Arms of St. Stephen
[Crown and Stones]
Badge of St. Stephen
[Palm of martyrs and Stones]

[An Editorial from the Harrisonburg Daily News-Record; 26 December 2013]

Today, millions of Americans will be doing one of two things, or perhaps both: Returning unwanted or damaged Christmas gifts, or thanks to more sales, buying even more of them. Most of them, sadly, won’t give a thought to, or more likely won’t know, what Dec. 26 really is: the Feast of St. Stephen the Protomartyr. Proto means first, and if Christians do know St. Stephen, it only may be unwittingly through “Good King Wenceslas,” the Christmas carol. It tells the story of the venerable martyr and patron saint of Bohemia, who gave alms to a poor man “on the feast of Stephen.”
Wenceslas was emulating Stephen in giving, but Stephen did much more than that. St. Luke, author of the third synoptic Gospel, tells the martyr’s story in Chapters 6 and 7 of Acts Of The Apostles. Hearing that widows “were neglected in the daily ministration,” or giving of alms, the apostles appointed seven deacons to oversee this charity. One of them was Stephen , “a man full of faith, and of the Holy Ghost.” A Hellenist Jewish convert to Christ, Stephen was “full of grace and fortitude, did great wonders and signs among the people,” Acts says, and although some of his listeners tried to dispute Stephen’s teaching, “they were not able to resist the wisdom and the spirit that spoke.” And so those opposed to the new faith “suborned men to say, they had heard him speak words of blasphemy against Moses and against God. And they stirred up the people” and “took him, and brought him to the council.” There, before the Sanhedrin, the Jewish high court, Stephen offered a long history of the Chosen Race beginning with Abraham, then shockingly remonstrated with those who judged him: “You stiffnecked and uncircumcised in heart and ears, you always resist the Holy Ghost: as your fathers did, so do you also. Which of the prophets have not your fathers persecuted? And they have slain them who foretold of the coming of the Just One; of whom you have been now the betrayers and murderers.”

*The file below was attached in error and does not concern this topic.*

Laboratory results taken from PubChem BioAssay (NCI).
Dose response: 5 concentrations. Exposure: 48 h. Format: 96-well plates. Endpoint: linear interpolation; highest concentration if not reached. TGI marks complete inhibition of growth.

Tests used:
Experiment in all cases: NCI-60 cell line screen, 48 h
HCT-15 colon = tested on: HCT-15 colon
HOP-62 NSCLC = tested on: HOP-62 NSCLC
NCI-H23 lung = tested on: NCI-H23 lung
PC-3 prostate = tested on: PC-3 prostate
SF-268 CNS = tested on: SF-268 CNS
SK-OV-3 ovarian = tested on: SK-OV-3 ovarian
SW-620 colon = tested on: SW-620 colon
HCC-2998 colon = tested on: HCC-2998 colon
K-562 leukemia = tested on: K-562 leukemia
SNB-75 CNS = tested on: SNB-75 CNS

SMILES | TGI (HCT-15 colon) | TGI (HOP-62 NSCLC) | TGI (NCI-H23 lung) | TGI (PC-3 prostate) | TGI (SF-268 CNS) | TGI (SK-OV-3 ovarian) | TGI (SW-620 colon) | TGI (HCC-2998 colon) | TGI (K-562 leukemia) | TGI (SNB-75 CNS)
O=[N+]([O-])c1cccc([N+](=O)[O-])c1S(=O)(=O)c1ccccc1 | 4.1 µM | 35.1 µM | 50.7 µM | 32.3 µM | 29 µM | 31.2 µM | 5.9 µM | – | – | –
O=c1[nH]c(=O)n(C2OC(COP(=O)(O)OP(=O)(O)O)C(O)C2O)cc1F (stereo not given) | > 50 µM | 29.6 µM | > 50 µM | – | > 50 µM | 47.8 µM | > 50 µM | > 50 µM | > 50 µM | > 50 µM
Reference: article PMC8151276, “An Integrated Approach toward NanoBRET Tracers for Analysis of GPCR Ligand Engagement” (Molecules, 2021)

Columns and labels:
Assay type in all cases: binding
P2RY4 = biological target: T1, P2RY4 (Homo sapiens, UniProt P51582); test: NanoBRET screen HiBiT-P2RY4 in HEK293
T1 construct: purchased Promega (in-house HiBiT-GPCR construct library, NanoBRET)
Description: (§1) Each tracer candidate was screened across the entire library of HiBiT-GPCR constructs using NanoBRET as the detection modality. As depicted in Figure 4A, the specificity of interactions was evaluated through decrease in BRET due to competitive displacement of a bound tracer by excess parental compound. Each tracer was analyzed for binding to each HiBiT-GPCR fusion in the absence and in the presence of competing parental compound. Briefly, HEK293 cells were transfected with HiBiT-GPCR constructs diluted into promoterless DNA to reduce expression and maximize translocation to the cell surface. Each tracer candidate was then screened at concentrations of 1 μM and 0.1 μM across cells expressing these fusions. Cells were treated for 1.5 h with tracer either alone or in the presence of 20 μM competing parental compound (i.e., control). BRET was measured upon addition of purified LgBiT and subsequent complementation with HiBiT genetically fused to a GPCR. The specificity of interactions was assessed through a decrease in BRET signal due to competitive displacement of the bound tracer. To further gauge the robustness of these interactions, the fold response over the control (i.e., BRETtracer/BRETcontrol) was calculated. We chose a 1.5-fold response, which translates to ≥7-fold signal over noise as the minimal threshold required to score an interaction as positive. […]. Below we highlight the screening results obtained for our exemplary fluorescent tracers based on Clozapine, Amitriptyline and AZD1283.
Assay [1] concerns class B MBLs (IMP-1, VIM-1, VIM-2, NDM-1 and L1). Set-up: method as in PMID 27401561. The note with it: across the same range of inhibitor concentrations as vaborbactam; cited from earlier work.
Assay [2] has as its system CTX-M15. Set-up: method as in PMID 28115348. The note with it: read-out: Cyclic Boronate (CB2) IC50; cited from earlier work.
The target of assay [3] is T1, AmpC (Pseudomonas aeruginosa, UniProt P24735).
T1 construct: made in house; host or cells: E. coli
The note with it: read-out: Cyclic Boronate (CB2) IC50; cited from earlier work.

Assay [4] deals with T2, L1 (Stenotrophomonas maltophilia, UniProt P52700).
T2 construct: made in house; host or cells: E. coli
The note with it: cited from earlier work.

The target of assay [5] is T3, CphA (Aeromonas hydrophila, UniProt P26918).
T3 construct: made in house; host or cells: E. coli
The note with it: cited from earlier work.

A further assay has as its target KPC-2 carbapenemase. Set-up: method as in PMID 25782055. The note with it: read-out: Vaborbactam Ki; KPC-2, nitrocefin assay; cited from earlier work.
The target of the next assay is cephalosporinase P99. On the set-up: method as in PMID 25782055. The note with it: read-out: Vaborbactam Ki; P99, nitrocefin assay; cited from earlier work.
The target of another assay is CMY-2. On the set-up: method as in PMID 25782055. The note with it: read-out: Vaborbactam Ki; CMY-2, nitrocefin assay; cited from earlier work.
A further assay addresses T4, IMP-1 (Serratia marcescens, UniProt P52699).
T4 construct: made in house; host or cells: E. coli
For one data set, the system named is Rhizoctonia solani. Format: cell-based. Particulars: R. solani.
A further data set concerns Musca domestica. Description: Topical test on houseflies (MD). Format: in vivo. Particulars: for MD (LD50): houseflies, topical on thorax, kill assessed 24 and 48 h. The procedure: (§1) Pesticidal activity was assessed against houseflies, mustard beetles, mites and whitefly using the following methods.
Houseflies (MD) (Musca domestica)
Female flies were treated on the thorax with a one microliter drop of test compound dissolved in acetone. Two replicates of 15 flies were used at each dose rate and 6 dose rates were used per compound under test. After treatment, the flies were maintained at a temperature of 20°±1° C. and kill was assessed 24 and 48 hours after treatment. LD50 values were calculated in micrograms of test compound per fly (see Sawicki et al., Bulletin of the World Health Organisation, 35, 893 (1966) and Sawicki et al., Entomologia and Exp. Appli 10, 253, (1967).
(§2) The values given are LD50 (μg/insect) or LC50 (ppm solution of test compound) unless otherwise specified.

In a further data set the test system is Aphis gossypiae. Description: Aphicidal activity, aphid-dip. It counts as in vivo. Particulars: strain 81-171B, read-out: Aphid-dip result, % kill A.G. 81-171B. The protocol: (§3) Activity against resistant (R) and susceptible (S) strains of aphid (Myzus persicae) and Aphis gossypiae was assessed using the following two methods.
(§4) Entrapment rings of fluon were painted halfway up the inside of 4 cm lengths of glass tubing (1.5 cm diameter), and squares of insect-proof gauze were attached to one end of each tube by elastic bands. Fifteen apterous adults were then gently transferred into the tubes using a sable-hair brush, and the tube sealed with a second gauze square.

Stephen then looked up to Heaven to experience his theophany: “Behold,” Stephen said, “I see the heavens opened, and the Son of man standing on the right hand of God.” From there, a mob “ran violently upon him” and took him out of the city, where they stoned him. Then they “laid down their garments at the feet of a young man, whose name was Saul.” The account of Stephen’s martyrdom in Acts closes with his emulating his Redeemer on the Cross. “Lord Jesus, receive my spirit,” Stephen said as the mob rained stones upon him, “[a]nd falling on his knees, he cried with a loud voice, saying: ‘Lord, lay not this sin to their charge.’ And when he had said this, he fell asleep in the Lord. And Saul was consenting to his death.”
Knocked off his horse and blinded on the road to Damascus, Saul, of course, became St. Paul, the Apostle to the Gentiles, who was martyred by beheading during Nero’s flagitious persecution of Christians. A day after celebrating the arrival of an infant Savior, Dec. 26 is a fitting feast day to honor the first man to achieve the “crown of martyrdom,” as Christians came to call it, for their infant Church. The Aramaic word for Stephen, Kelil, does indeed mean crown.